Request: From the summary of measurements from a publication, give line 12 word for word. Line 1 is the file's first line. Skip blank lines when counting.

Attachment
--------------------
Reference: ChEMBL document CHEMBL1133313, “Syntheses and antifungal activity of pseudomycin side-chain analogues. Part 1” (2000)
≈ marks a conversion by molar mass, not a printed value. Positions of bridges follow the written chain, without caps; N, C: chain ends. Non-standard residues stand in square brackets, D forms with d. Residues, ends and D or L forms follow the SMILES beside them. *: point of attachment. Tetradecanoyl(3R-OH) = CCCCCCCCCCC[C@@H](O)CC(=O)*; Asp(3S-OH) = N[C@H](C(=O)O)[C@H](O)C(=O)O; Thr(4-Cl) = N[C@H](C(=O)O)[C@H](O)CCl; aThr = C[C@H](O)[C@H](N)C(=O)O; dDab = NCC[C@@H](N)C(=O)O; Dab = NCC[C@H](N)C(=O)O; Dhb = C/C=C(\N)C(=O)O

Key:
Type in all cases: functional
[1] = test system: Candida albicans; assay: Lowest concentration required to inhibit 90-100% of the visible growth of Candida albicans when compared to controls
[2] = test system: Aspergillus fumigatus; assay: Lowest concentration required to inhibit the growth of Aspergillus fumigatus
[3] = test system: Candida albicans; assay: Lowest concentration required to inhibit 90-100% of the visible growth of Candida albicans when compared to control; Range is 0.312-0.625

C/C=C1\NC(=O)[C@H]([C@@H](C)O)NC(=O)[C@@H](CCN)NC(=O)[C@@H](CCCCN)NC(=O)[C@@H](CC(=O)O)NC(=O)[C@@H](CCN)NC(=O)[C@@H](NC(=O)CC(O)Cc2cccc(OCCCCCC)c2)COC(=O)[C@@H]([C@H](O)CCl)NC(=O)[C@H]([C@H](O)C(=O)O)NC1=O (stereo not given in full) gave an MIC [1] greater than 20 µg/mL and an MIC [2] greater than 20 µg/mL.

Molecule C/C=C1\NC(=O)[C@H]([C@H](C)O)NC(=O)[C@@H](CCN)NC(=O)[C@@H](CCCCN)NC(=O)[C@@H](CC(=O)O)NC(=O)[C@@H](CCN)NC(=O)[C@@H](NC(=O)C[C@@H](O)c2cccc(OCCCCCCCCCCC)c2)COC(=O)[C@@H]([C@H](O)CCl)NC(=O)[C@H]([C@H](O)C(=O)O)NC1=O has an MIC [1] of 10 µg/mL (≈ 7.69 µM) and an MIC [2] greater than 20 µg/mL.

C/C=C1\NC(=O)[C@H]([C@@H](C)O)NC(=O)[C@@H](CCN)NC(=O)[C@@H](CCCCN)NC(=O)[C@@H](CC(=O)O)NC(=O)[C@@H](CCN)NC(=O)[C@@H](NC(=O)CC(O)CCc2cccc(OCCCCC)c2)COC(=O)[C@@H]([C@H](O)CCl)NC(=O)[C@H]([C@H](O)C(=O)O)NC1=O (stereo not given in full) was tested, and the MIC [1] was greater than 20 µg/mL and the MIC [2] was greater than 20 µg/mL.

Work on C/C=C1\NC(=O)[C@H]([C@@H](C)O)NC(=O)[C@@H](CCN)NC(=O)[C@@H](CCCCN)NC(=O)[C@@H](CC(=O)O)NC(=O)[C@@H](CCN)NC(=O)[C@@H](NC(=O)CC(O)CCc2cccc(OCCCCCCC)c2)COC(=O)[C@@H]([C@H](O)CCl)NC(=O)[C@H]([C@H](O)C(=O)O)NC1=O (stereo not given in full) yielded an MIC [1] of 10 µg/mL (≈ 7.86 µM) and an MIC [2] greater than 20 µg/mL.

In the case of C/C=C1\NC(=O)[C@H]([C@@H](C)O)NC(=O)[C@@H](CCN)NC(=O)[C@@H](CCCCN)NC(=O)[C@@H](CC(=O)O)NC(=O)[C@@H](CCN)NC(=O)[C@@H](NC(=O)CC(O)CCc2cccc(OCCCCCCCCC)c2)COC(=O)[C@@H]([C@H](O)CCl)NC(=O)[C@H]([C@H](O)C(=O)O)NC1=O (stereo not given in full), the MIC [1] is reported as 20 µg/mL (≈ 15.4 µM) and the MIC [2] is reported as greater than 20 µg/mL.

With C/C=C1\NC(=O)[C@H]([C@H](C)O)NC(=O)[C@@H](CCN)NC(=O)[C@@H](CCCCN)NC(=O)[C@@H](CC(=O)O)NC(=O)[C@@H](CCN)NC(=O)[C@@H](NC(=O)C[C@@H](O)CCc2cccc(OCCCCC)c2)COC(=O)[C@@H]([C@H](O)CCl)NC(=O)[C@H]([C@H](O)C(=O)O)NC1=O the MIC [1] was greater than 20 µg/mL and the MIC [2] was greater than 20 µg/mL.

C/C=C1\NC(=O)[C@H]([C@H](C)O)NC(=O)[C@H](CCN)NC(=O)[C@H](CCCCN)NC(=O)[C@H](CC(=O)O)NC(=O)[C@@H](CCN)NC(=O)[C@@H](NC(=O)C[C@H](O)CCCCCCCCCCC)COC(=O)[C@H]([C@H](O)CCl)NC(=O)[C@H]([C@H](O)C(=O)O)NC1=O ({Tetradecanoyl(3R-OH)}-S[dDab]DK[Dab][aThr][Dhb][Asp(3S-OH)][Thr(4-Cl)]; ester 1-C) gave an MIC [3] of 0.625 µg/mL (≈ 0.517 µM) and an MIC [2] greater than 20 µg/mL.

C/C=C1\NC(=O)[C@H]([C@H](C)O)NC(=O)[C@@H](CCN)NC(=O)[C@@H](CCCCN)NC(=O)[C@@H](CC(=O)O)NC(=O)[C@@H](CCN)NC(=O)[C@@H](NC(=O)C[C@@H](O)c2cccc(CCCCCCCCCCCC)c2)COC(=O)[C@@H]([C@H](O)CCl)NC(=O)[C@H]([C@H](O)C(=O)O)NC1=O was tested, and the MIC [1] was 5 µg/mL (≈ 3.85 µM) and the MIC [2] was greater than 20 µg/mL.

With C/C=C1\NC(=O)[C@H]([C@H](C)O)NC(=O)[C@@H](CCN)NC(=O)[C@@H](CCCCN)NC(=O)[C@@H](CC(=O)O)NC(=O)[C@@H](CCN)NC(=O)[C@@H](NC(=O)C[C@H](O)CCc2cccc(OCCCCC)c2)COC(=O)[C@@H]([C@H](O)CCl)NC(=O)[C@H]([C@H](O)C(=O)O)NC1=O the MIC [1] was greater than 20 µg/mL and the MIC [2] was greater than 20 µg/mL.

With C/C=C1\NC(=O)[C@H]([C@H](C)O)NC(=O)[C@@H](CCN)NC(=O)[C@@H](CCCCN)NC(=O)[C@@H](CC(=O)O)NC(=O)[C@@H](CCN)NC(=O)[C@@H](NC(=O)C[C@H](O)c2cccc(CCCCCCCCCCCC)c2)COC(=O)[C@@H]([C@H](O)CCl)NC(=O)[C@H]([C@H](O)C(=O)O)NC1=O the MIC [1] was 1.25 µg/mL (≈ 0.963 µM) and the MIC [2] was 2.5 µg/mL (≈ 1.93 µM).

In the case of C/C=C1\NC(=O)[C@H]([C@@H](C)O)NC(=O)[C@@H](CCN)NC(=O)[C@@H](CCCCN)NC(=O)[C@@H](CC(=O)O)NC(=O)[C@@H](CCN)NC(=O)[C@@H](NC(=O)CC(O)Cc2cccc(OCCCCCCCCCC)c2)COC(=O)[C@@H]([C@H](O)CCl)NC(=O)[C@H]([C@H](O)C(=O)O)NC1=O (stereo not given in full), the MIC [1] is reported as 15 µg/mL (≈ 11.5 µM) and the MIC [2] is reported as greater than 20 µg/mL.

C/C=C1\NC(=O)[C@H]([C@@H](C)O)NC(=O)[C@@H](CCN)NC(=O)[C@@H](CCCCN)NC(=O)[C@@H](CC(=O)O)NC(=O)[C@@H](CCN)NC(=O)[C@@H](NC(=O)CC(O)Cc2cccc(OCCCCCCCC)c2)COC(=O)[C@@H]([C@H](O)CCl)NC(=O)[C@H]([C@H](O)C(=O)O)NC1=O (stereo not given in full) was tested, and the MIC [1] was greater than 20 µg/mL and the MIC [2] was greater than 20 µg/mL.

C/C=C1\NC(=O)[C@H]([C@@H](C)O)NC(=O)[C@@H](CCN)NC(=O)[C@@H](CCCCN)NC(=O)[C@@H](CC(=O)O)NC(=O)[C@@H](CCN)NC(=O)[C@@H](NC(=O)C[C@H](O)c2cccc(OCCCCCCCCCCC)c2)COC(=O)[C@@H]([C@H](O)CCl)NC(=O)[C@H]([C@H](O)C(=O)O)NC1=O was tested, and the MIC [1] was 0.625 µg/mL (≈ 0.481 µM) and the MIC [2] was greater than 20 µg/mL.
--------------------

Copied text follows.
In the case of C/C=C1\NC(=O)[C@H]([C@@H](C)O)NC(=O)[C@@H](CCN)NC(=O)[C@@H](CCCCN)NC(=O)[C@@H](CC(=O)O)NC(=O)[C@@H](CCN)NC(=O)[C@@H](NC(=O)CC(O)CCc2cccc(OCCCCCCCCC)c2)COC(=O)[C@@H]([C@H](O)CCl)NC(=O)[C@H]([C@H](O)C(=O)O)NC1=O (stereo not given in full), the MIC [1] is reported as 20 µg/mL (≈ 15.4 µM) and the MIC [2] is reported as greater than 20 µg/mL.